Average content length for Page 1 results is around 1,900 words, according to a 2016 study. That’s a lot longer than the 200- or 500-word blog posts most writers or webmasters think is ideal.

So does that mean write 1900 word articles? No, it means focus on deep meaningful content. Mine tend to average about 1000 give or take. Quality remains the most important element, though.

If only 250 words are needed to convey a concept well, and in a manner that helps readers, then that should be the length. If I need 2500 words to articulate the article theory, then that is the correct length.

And as with all content today, it helps to have diverse media — pictures, charts, videos, graphs, audio podcasts — associated with the article.

Is Text Dying Then?

More people are moving beyond text towards alternative forms of media.

Many would argue that today’s customer doesn’t have the patience for a long article. Certainly, you do. You wouldn’t have gotten this far if you didn’t, LOL!

Still, using long-form content as the only vehicle for communications is likely a death sentence for almost every consumer brand and most B2B brands. Some of this shift happened because of our declining literacy rates in the United States.

ADD inspired smartphone culture. But it would be unwise to ignore ” rel=”noopener” target=”_blank”>A recent Pearson article encapsulated this trend well:

The Pew Research Center reported last year that 23% of Americans surveyed said they hadn’t read a single book in 2013. In 2006, that statistic was 16%. The decline in overall reading coincides with statistics from last year’s National Association of Educational Progress report, which found that just 37% of high school seniors were at a proficient or higher level of reading.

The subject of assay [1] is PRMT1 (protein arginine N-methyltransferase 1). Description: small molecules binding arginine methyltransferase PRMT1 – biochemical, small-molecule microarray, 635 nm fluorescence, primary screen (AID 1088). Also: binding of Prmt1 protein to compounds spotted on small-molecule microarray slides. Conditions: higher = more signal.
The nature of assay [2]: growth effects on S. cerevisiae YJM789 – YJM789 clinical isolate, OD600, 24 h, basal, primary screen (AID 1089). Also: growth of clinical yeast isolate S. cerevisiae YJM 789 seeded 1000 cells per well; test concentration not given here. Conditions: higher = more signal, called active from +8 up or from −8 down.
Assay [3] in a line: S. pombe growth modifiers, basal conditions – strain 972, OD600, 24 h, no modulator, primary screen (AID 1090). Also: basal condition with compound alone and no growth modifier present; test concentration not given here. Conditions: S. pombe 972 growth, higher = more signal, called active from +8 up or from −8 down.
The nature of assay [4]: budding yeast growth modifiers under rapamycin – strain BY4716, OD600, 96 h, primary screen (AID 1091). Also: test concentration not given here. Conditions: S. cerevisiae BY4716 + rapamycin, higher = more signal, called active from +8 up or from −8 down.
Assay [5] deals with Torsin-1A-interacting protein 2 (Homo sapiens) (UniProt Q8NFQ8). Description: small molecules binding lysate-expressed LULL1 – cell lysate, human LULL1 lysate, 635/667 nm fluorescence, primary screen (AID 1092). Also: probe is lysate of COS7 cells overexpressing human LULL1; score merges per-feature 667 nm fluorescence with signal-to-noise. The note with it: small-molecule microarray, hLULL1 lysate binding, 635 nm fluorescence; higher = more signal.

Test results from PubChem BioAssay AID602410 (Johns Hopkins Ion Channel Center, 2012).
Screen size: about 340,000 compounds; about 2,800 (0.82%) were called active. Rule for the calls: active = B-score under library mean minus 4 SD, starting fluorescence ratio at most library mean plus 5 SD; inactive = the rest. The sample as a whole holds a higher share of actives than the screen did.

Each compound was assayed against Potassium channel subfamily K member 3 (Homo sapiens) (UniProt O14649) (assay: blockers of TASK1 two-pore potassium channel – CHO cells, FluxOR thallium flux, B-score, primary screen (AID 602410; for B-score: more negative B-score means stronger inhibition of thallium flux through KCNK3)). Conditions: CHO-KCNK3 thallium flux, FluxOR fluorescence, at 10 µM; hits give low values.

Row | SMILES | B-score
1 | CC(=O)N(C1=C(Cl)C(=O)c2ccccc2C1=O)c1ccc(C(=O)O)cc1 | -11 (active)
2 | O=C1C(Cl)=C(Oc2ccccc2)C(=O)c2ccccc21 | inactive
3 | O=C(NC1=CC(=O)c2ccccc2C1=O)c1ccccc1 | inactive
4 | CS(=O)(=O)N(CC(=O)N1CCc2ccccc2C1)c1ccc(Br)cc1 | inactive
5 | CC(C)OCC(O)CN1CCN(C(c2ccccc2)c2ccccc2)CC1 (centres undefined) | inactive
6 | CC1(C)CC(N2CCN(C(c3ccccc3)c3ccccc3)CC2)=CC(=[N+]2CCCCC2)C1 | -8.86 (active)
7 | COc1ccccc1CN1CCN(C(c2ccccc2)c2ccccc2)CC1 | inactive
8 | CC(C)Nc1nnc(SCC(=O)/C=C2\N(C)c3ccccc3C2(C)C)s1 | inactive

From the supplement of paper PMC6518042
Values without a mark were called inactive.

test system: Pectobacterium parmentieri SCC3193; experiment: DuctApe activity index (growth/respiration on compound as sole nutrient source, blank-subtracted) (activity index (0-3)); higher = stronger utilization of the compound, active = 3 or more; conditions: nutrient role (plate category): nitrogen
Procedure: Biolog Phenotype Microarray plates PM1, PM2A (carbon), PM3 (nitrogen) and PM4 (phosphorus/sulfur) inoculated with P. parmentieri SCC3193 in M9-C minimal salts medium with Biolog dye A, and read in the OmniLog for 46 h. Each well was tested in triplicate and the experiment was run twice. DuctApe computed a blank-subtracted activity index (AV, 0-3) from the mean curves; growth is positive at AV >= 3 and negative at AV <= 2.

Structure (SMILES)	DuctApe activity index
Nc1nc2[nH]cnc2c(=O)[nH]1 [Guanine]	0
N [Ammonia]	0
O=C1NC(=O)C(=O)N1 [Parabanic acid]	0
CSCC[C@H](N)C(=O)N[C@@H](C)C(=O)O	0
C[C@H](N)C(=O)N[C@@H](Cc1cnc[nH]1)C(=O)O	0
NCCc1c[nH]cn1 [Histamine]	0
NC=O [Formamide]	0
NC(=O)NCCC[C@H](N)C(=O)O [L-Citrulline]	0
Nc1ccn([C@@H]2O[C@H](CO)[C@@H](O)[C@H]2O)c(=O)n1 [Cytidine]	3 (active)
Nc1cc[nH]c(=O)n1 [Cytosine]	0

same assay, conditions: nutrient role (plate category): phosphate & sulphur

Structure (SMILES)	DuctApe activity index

My writing friend Marsha Weiner likes to say that the use of emoticons in our everyday social updates is a regression towards hieroglyphics. They certainly leave more to interpretation.

Whether it’s because of attention spans, media preference, or reading skills, more and more people prefer alternative media sources to the written word. I anticipate this trend will only continue as electronic media evolve to make our entertainment and learning experiences easier. This includes visual, audio, and video, or a combination of several or all forms. Marketers need to embrace other media trends to convey their message.

Moving Beyond Text

Marketers need to meet their customers in the media forms they prefer, or they will walk away.

Many marketers avoid talking about creating compelling visuals and how they perform without long. If a picture is worth a thousand words, then why don’t more brands use images to sell their story? And then there is creating podcasts, customer-centric events, and video. They know these media forms work, but don’t seem to adapt them.

Is it because marketers don’t know how to use these content forms? Or because justifying budget seems too scary? Or are they skeptical?

What was the personal best content marketing initiative was this past year? Not the announcement of a new book on marketing AI.

Though the announcement of Welcome to the Machine was very popular, a photo essay about federal workers suffering from the consequences of this year’s federal shutdown worked best. The Shutdown Stories photo essay generated more views, feedback, and deal flow than any other individual piece of content I published online in the past year.

Five years ago, I guarantee you it would have been the opposite. The medium has changed.

Account-based marketing company Triblio offers one of my favorite examples of the evolving nature of written content. The company offers guides to its potential customers about industry issues. These visual decks, much like the content you will find on SlideShare, serve as a replacement for the redundant white paper of yesteryear.

Text plays a critical role, working with graphics to deliver intelligence to the customer. Triblio’s content is very good and easy to understand, surpassing many of the boring articles about ABM I have read over the past five years.